Musculoskeletal Magnetic Resonance Imaging (MRI) is an imaging procedure that provides high-quality images of the bones, joints, muscles, tendons and cartilage. This examination is highly accurate, and can investigate conditions such as tendon and ligament tears, meniscal tear, subtle fracture, bone tumor or musculoskeletal infection.
A Musculoskeletal MRI can be conducted on any part of the musculoskeletal system, but is most commonly conducted on the knee, shoulder, hip, ankle, elbow and wrist joints.
Because there is no ionizing radiation used in an MRI exam, Magnetic Resonance Imaging is a very popular tool in the medical community. In addition, MRI is a totally painless exam and has no known side effects.
When would I get a Musculoskeletal MRI?
MRI of the musculoskeletal system is highly accurate for diagnosing the cause of bone/joint pain or other symptoms and is helpful to your doctor in confirming their diagnosis and deciding on the best management and treatment.
Your medical provider may recommend a Musculoskeletal MRI in order evaluate:
- joint disorders such as degenerative arthritis
- tears of the menisci, ligaments and tendons (knee) or rotator cuff (shoulder) and labrum (shoulder or hip)
- fractures (in selected patients)
- spinal disk abnormalities (such as a herniated disk)
- the integrity of the spinal cord after trauma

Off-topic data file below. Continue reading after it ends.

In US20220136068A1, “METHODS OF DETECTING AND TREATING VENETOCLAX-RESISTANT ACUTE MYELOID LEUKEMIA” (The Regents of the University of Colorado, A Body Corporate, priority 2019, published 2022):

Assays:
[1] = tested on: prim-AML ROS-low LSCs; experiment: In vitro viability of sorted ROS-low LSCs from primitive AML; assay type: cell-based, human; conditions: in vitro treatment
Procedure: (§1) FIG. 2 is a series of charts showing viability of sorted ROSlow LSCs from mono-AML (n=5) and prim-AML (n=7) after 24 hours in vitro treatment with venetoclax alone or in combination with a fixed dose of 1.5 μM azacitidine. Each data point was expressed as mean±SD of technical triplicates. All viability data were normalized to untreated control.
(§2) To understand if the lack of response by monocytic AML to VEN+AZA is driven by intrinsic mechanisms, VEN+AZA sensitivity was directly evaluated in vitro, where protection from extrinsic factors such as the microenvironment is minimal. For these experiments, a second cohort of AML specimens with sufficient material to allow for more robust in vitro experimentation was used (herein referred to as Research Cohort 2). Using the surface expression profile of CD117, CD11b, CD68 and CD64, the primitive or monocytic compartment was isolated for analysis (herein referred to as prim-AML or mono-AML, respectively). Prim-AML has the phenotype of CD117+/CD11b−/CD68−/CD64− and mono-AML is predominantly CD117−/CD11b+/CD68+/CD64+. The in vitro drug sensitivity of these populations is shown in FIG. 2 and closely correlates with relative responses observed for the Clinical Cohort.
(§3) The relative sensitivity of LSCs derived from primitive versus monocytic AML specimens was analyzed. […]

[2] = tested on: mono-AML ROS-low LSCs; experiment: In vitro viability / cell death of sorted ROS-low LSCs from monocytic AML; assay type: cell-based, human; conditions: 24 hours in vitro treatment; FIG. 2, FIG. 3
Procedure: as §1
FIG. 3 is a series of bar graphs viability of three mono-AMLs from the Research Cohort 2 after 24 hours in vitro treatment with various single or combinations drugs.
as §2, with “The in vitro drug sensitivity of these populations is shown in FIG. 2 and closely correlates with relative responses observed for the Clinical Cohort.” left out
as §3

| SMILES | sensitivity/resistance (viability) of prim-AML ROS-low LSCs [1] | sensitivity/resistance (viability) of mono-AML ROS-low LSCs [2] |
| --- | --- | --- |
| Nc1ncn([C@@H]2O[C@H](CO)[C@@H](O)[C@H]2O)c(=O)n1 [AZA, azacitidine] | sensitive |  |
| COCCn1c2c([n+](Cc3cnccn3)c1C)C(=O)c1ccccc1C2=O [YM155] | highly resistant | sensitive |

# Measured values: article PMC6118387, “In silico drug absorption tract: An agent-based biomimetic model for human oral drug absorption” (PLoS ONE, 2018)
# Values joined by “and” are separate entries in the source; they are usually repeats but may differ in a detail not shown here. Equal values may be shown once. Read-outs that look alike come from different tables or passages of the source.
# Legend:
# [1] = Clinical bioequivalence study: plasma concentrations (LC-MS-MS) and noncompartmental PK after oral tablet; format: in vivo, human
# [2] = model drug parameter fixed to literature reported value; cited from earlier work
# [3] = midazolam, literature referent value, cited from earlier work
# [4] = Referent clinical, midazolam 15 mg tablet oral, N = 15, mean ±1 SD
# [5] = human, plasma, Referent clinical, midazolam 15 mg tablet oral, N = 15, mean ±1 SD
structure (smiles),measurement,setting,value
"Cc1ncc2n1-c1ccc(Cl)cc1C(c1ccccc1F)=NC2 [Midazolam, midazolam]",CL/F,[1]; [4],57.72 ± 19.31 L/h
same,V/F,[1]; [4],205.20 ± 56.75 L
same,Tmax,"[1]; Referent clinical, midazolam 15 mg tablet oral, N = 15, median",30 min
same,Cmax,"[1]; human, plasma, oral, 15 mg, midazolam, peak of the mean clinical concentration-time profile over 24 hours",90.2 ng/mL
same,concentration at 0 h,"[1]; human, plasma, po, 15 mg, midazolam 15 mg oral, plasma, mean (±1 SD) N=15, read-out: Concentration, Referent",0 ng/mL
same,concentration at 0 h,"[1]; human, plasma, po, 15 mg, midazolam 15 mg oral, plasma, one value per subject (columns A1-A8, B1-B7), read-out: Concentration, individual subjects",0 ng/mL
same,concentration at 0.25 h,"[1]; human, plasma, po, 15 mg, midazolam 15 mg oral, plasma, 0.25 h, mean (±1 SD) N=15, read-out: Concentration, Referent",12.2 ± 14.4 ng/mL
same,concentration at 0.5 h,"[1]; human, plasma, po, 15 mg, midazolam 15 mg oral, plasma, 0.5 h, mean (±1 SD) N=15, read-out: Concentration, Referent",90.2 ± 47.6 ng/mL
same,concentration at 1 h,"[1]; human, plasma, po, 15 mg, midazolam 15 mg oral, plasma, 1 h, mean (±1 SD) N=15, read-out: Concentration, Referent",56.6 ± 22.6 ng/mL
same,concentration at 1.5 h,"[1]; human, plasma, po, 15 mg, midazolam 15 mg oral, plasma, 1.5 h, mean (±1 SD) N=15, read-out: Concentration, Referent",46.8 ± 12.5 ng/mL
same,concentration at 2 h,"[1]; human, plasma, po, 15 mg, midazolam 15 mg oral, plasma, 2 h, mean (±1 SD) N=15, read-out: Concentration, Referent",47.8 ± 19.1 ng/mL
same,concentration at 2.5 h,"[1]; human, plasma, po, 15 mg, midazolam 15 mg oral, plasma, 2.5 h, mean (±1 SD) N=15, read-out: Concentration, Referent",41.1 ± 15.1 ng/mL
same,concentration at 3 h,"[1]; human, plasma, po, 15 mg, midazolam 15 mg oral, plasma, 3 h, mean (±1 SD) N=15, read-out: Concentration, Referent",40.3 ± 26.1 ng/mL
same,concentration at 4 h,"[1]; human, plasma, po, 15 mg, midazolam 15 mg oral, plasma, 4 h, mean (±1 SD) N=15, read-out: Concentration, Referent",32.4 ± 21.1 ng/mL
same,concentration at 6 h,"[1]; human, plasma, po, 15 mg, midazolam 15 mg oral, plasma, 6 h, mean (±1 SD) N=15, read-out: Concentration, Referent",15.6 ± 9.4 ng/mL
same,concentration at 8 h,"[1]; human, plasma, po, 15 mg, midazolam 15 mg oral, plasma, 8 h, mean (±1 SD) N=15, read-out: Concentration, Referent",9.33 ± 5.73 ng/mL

- sports-related injuries and work-related disorders caused by repeated strain, vibration or forceful impact
- infections (such as osteomyelitis)
- tumors (primary tumors and metastases) involving soft tissues around the joints and extremities (such as muscles, bones and joints)
- pain, swelling or bleeding in the tissues in and around the joints and extremities.
What Will I Experience?
MRI exams are painless. However, some patients find it challenging to remain still. Others may feel closed-in (claustrophobia) or anxious while in a conventional closed MRI scanner. The scanner can be noisy. Nervous or anxious patients may be offered a mild sedative.
A patient may also ask their medical provider to prescribe a mild sedative to take before the exam. If a mild sedative is taken, the patient will need to have someone drive them to our center and take them home once the exam is done.
It is normal for the area of your body being imaged to feel slightly warm. It is important that you remain perfectly still while the images are being recorded, which is typically only a few seconds to a few minutes at a time. You will know when images are being recorded because you will hear tapping or thumping sounds when the coils that generate the radiofrequency pulses are activated. You will be able to relax between imaging sequences, but will be asked to maintain your position as much as possible.
You will usually be alone in the exam room during the MRI procedure. However, the technologist will be able to see, hear and speak with you at all times using a two-way intercom.
You will be offered earplugs or a headset to reduce the noise of the MRI, which produces loud thumping and humming noises during imaging. MRI scanners are air-conditioned and well-lit. Some of our scanners have music you can listen to during the test.
If you have an exam that requires an injection of intravenous contrast material, it is normal to feel coolness and a flushing sensation for a minute or two following the injection. The intravenous needle may cause you some discomfort when it is inserted and once it is removed, you may experience some bruising. There is also a very small chance of irritation of your skin at the site of the IV tube insertion.
Typically, this type of MRI exam will take approximately 30 to 45 minutes to complete.